Fighting Diabetes through a Service Learning Partnership between Turtle Mountain Community College and the University of North Dakota Introduction Fighting Diabetes through a Service Learning Partnership between Turtle Mountain Community College and the University of North Dakota Peggy Johnson, Turtle Mountain Community College, and

More information

AN INITIAL COMPARISON OF EDUCATIONAL TECHNOLOGY COURSES FOR TRAINING TEACHERS AT MALAYSIAN UNIVERSITIES: A COMPARATIVE STUDY

AN INITIAL COMPARISON OF EDUCATIONAL TECHNOLOGY COURSES FOR TRAINING TEACHERS AT MALAYSIAN UNIVERSITIES: A COMPARATIVE STUDY AN INITIAL COMPARISON OF EDUCATIONAL TECHNOLOGY COURSES FOR TRAINING TEACHERS AT MALAYSIAN UNIVERSITIES: A COMPARATIVE STUDY Mona MASOOD Centre for Instructional Technology and Multimedia, Universiti Sains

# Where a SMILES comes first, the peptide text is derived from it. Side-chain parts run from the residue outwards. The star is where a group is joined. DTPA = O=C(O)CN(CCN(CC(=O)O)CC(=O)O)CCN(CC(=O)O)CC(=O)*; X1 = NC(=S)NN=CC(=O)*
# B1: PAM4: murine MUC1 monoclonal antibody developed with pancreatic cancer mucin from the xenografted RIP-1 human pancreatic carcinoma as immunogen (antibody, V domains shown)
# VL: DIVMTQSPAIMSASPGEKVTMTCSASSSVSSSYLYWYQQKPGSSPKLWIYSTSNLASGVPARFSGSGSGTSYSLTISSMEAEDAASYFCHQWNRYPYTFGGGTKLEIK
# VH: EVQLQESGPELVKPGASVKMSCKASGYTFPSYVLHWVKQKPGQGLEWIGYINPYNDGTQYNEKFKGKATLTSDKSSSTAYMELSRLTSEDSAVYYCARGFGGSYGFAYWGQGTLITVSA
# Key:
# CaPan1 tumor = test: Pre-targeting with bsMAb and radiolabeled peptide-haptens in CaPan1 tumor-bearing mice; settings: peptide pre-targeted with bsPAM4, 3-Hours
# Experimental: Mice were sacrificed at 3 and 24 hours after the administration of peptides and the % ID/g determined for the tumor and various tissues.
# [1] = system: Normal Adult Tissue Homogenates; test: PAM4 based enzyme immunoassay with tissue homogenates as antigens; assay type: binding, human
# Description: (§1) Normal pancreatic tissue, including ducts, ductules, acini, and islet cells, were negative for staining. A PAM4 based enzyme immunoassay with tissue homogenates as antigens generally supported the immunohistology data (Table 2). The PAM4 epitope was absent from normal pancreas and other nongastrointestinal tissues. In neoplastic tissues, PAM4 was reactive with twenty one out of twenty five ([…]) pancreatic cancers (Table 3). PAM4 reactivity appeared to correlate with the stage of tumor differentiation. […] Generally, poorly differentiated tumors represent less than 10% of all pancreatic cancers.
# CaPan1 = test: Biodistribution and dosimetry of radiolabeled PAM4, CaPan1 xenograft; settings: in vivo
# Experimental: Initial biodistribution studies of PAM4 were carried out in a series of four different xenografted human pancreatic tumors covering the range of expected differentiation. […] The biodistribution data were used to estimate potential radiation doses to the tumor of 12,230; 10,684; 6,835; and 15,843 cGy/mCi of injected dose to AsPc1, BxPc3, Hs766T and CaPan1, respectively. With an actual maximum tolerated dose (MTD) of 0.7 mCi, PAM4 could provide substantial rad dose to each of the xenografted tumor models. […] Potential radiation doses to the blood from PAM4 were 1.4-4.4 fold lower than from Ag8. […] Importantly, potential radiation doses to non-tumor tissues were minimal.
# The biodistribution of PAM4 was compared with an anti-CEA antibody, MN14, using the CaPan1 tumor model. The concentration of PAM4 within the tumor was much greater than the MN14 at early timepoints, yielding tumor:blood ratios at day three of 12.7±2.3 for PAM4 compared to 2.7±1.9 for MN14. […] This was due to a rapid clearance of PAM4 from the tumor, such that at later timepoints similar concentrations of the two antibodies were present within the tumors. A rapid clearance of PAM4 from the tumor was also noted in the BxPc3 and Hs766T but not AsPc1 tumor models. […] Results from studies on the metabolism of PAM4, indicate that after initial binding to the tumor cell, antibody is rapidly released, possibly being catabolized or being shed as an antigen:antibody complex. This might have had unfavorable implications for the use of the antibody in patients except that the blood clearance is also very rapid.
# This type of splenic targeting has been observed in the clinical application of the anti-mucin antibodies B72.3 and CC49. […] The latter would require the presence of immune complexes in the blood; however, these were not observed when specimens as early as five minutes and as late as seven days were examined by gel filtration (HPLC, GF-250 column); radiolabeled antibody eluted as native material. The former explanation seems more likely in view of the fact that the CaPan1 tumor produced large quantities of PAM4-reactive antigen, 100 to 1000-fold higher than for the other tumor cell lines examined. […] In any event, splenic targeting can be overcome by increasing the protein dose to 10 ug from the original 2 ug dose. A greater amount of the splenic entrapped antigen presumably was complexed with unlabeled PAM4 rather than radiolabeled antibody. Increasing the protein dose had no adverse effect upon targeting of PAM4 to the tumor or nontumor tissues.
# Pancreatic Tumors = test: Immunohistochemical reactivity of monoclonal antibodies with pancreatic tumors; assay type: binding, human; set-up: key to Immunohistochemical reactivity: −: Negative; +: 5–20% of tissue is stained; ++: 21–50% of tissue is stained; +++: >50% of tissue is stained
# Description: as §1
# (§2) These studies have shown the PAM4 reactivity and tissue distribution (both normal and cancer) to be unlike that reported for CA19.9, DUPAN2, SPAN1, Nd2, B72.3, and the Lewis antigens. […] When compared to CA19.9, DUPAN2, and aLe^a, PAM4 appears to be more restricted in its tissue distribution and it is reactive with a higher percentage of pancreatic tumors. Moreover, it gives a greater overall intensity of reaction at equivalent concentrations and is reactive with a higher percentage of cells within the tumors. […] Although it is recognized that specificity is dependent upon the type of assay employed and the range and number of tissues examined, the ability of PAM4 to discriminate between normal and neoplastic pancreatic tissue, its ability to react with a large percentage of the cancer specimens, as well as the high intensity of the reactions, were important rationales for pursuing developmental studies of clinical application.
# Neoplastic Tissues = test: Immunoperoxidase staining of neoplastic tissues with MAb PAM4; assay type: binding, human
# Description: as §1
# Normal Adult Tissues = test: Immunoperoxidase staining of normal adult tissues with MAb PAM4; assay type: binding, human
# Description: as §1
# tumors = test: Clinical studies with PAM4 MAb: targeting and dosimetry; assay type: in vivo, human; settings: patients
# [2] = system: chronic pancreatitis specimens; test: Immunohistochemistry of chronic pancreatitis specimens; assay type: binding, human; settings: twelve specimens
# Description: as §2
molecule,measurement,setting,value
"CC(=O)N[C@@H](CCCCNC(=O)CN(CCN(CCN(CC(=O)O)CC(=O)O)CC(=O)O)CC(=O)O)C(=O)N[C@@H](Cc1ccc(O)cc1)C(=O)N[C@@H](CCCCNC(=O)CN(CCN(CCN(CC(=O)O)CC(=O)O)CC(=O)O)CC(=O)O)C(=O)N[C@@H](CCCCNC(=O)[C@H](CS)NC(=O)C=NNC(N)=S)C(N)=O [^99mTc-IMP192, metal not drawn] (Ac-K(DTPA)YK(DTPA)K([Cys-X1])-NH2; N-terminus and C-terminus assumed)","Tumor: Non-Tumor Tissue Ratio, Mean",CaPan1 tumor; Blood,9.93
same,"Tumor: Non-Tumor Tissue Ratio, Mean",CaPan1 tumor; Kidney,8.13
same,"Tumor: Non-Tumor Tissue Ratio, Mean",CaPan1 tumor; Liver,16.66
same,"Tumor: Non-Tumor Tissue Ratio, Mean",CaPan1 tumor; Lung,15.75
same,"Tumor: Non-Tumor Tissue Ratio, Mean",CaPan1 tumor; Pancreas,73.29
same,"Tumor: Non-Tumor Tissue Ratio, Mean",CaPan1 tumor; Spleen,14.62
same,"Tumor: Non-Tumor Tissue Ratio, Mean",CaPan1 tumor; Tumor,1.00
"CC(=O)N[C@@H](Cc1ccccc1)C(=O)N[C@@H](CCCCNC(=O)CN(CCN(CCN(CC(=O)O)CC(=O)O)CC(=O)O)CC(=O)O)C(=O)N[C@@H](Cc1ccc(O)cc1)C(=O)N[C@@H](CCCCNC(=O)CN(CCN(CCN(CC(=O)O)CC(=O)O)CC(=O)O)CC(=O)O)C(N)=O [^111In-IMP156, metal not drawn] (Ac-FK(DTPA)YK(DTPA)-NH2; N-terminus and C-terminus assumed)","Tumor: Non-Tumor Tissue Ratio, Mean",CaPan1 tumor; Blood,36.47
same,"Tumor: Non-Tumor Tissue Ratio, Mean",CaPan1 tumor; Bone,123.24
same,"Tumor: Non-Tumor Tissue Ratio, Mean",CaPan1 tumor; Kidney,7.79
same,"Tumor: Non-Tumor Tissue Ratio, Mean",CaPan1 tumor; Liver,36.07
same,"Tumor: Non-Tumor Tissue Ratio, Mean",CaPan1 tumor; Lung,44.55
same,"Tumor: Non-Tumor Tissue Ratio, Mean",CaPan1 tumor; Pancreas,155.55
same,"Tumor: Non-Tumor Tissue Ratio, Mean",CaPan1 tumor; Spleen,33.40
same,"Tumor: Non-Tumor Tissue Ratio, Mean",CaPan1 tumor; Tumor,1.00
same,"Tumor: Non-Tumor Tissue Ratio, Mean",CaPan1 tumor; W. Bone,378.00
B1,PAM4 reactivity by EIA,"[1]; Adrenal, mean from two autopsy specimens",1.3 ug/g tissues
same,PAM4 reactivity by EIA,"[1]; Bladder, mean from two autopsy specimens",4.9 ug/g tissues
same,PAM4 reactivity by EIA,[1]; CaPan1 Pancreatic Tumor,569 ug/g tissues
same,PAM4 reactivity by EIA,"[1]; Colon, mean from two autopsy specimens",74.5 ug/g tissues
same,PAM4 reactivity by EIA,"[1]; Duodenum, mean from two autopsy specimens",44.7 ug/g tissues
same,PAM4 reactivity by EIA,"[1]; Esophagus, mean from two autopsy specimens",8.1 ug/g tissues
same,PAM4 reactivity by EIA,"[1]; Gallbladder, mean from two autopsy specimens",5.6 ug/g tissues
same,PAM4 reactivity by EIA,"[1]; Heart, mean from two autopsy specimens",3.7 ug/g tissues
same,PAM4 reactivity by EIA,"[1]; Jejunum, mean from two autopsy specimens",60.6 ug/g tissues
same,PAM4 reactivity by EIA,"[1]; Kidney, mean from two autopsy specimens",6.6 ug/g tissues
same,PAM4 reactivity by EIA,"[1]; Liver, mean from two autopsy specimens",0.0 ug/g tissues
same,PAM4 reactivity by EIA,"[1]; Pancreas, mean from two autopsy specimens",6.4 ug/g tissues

More information

This historical document is derived from a 1990 APA presidential task force (revised in 1997).

This historical document is derived from a 1990 APA presidential task force (revised in 1997). LEARNER-CENTERED PSYCHOLOGICAL PRINCIPLES: A Framework for School Reform & Redesign TABLE OF CONTENTS: Background Learner-Centered Principles Prepared by the Learner-Centered Principles Work Group of the

More information

Concept-Mapping Software: How effective is the learning tool in an online learning environment?

Concept-Mapping Software: How effective is the learning tool in an online learning environment? Concept-Mapping Software: How effective is the learning tool in an online learning environment? Online learning environments address the educational objectives by putting the learner at the center of the

More information

Running Head: EFFECTIVE USE OF TECHNOLOGY IN EDUCATION 1

Running Head: EFFECTIVE USE OF TECHNOLOGY IN EDUCATION 1 Running Head: EFFECTIVE USE OF TECHNOLOGY IN EDUCATION 1 Effective Use of Technology in Education Inez Escandón The University of Texas at San Antonio EFFECTIVE USE OF TECHNOLOGY IN EDUCATION 2 Effective

More information